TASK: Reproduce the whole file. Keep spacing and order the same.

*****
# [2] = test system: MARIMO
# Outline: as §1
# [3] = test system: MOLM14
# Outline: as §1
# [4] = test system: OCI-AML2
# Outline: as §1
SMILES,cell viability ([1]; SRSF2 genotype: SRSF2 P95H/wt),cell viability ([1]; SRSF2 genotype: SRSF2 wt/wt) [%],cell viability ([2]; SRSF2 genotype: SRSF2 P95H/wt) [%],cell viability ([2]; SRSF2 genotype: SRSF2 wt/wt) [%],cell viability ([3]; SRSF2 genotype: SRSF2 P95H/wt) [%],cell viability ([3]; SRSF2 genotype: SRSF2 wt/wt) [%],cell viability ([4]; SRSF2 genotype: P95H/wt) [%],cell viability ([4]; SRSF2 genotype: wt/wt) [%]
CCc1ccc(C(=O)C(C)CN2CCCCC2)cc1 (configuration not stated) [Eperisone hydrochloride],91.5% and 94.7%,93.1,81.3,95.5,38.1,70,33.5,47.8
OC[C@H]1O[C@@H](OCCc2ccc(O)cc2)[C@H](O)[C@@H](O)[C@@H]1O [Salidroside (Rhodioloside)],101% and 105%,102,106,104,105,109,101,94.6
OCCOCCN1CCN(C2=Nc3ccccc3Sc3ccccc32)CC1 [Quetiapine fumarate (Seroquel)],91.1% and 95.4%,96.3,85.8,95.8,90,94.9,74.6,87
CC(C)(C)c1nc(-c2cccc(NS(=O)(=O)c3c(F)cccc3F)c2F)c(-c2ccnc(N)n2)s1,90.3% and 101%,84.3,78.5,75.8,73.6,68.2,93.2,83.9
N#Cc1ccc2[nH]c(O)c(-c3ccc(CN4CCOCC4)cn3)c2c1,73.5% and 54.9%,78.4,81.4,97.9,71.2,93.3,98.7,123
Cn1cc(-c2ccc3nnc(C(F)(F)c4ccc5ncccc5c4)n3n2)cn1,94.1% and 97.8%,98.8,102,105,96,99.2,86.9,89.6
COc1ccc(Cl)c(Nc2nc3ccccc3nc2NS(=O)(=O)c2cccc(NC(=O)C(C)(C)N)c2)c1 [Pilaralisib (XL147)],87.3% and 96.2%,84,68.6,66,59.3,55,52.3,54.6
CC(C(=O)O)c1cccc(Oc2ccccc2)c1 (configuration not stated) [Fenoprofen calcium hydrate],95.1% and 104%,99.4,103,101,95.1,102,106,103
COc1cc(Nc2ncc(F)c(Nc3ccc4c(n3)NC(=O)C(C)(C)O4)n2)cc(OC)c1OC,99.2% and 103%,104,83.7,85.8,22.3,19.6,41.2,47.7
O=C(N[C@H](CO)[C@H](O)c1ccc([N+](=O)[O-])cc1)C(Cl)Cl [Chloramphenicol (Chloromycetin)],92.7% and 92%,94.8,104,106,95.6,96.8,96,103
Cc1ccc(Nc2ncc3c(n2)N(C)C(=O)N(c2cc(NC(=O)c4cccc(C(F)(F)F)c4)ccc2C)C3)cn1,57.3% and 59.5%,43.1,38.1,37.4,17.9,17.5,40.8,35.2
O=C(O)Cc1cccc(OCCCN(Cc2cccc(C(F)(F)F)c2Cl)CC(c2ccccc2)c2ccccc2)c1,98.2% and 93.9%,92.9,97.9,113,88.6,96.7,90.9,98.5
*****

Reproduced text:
# [2] = test system: MARIMO
# Outline: as §1
# [3] = test system: MOLM14
# Outline: as §1
# [4] = test system: OCI-AML2
# Outline: as §1
SMILES,cell viability ([1]; SRSF2 genotype: SRSF2 P95H/wt),cell viability ([1]; SRSF2 genotype: SRSF2 wt/wt) [%],cell viability ([2]; SRSF2 genotype: SRSF2 P95H/wt) [%],cell viability ([2]; SRSF2 genotype: SRSF2 wt/wt) [%],cell viability ([3]; SRSF2 genotype: SRSF2 P95H/wt) [%],cell viability ([3]; SRSF2 genotype: SRSF2 wt/wt) [%],cell viability ([4]; SRSF2 genotype: P95H/wt) [%],cell viability ([4]; SRSF2 genotype: wt/wt) [%]
CCc1ccc(C(=O)C(C)CN2CCCCC2)cc1 (configuration not stated) [Eperisone hydrochloride],91.5% and 94.7%,93.1,81.3,95.5,38.1,70,33.5,47.8
OC[C@H]1O[C@@H](OCCc2ccc(O)cc2)[C@H](O)[C@@H](O)[C@@H]1O [Salidroside (Rhodioloside)],101% and 105%,102,106,104,105,109,101,94.6
OCCOCCN1CCN(C2=Nc3ccccc3Sc3ccccc32)CC1 [Quetiapine fumarate (Seroquel)],91.1% and 95.4%,96.3,85.8,95.8,90,94.9,74.6,87
CC(C)(C)c1nc(-c2cccc(NS(=O)(=O)c3c(F)cccc3F)c2F)c(-c2ccnc(N)n2)s1,90.3% and 101%,84.3,78.5,75.8,73.6,68.2,93.2,83.9
N#Cc1ccc2[nH]c(O)c(-c3ccc(CN4CCOCC4)cn3)c2c1,73.5% and 54.9%,78.4,81.4,97.9,71.2,93.3,98.7,123
Cn1cc(-c2ccc3nnc(C(F)(F)c4ccc5ncccc5c4)n3n2)cn1,94.1% and 97.8%,98.8,102,105,96,99.2,86.9,89.6
COc1ccc(Cl)c(Nc2nc3ccccc3nc2NS(=O)(=O)c2cccc(NC(=O)C(C)(C)N)c2)c1 [Pilaralisib (XL147)],87.3% and 96.2%,84,68.6,66,59.3,55,52.3,54.6
CC(C(=O)O)c1cccc(Oc2ccccc2)c1 (configuration not stated) [Fenoprofen calcium hydrate],95.1% and 104%,99.4,103,101,95.1,102,106,103
COc1cc(Nc2ncc(F)c(Nc3ccc4c(n3)NC(=O)C(C)(C)O4)n2)cc(OC)c1OC,99.2% and 103%,104,83.7,85.8,22.3,19.6,41.2,47.7
O=C(N[C@H](CO)[C@H](O)c1ccc([N+](=O)[O-])cc1)C(Cl)Cl [Chloramphenicol (Chloromycetin)],92.7% and 92%,94.8,104,106,95.6,96.8,96,103
Cc1ccc(Nc2ncc3c(n2)N(C)C(=O)N(c2cc(NC(=O)c4cccc(C(F)(F)F)c4)ccc2C)C3)cn1,57.3% and 59.5%,43.1,38.1,37.4,17.9,17.5,40.8,35.2
O=C(O)Cc1cccc(OCCCN(Cc2cccc(C(F)(F)F)c2Cl)CC(c2ccccc2)c2ccccc2)c1,98.2% and 93.9%,92.9,97.9,113,88.6,96.7,90.9,98.5